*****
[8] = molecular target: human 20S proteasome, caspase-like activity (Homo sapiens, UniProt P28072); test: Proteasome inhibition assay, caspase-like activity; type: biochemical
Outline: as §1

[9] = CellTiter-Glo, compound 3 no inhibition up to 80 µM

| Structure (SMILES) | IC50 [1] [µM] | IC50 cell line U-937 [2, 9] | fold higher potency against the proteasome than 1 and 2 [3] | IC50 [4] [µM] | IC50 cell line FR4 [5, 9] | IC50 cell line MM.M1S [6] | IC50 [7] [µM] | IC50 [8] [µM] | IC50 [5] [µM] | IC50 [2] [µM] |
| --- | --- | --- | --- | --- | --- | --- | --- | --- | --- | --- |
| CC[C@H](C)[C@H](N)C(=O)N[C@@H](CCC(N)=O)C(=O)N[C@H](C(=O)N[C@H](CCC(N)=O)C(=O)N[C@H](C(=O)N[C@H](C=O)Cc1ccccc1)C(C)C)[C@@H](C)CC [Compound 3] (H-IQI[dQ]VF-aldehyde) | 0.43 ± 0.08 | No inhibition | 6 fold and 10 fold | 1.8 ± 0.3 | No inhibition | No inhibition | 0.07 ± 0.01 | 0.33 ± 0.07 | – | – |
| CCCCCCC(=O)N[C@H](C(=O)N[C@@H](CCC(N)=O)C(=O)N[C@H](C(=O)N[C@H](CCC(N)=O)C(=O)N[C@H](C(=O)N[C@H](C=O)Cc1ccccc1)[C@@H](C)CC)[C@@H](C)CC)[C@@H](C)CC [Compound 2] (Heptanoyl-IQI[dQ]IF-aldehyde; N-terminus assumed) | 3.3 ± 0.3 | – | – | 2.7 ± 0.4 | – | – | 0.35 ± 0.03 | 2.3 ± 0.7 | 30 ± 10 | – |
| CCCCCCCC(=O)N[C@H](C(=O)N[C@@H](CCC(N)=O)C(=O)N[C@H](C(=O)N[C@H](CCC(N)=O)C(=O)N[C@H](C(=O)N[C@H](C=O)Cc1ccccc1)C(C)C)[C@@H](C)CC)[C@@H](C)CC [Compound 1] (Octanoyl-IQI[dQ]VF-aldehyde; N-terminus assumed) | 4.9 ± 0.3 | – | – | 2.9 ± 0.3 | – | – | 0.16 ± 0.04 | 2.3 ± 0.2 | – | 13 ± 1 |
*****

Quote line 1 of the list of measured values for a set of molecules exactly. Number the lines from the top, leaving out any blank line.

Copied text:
[8] = molecular target: human 20S proteasome, caspase-like activity (Homo sapiens, UniProt P28072); test: Proteasome inhibition assay, caspase-like activity; type: biochemical